The Cambrian

Historic tugboat Alma returns to Morro Bay

Alma, a tugboat used by the military during WWII to rescue people on an oil tanker torpedoed by a Japanese submarine off the coast of Cambria, is seen in this 2014 photo.
Alma, a tugboat used by the military during WWII to rescue people on an oil tanker torpedoed by a Japanese submarine off the coast of Cambria, is seen in this 2014 photo.

The historic tugboat Alma is home again, after having been restored. From noon to 2 p.m. Sunday, June 5, there’ll be a smoked-chicken barbecue in Morro Bay to celebrate.

The lunch is sponsored by Tognazzini’s Dockside restaurants. Tickets ($15 for adults, $7 for children) are available at Coalesce Bookstore, 845 Main St., Morro Bay, and at the event.

The two-day celebration — from 11 a.m. to 3 p.m. Saturday and Sunday, June 4 and 5 — will happen next to the Embarcadero parking lot near the power plant, across from Great American Fish Company and the T-pier.

Attendees can tour a U.S. Coast Guard rescue boat and the DSRV Avalon (a 50-foot U.S. Navy Mystic-class Deep Submergence Rescue Vehicle or submarine).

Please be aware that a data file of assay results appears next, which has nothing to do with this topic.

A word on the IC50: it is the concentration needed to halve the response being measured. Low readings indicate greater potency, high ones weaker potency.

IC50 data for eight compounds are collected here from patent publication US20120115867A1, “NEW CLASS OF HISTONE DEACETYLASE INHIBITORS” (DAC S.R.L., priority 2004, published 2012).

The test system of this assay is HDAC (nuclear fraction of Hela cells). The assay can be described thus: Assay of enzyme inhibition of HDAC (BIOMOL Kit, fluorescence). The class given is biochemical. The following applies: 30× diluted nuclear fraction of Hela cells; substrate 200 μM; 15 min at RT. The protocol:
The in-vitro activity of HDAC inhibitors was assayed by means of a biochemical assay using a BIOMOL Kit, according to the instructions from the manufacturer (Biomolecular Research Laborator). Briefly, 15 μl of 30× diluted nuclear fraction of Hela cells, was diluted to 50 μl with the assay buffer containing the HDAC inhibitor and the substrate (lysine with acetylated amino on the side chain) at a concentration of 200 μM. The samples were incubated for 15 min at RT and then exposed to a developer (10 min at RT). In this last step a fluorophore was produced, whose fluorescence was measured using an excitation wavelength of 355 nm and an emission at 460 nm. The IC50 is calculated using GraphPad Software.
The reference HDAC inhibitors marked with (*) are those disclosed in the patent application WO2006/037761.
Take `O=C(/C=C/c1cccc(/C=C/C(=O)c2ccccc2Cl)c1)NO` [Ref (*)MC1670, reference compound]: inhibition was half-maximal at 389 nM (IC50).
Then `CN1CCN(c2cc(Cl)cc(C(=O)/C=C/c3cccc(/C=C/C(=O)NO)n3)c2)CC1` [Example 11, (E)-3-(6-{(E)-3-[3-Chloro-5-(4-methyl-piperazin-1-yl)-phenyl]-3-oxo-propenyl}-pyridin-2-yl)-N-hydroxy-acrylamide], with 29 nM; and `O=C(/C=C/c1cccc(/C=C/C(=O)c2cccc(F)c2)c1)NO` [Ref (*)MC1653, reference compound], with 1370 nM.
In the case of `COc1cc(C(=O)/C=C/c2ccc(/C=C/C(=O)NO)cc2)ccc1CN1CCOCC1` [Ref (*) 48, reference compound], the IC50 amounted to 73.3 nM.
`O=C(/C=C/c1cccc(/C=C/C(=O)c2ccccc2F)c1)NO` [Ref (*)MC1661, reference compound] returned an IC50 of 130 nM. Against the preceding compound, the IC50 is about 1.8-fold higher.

The Central Coast Maritime Museum Association is raising funds to build a maritime museum on the site.

According to the website for the association and the future museum, at www.morrobaymaritime.org, the 48-foot Alma was traditionally built of sawn oak frames and carvel planked with Port Orford cedar by the Beviacqua Brothers near San Francisco’s Fisherman’s Wharf in 1927.

The tug gained notoriety on the morning of Dec. 23, 1941, soon after the bombing of Pearl Harbor. The Alma, under the command of Merle Molinari of Cayucos, headed north from her Cayucos mooring to successfully search for and rescue crewmembers of the Union Oil Tanker Montebello. The tanker had been torpedoed by a Japanese sub.

The Montebello still lies at the bottom of the Pacific in 880 feet of water off the coast of Cambria, and the ship has been the focus of several exploratory underwater missions.

An oar from the Montebello was donated by Frank Goodall in 2008 to the Cambria Historical Museum, where it has been on display. The museum is at the intersection of Center Street and Burton Drive.

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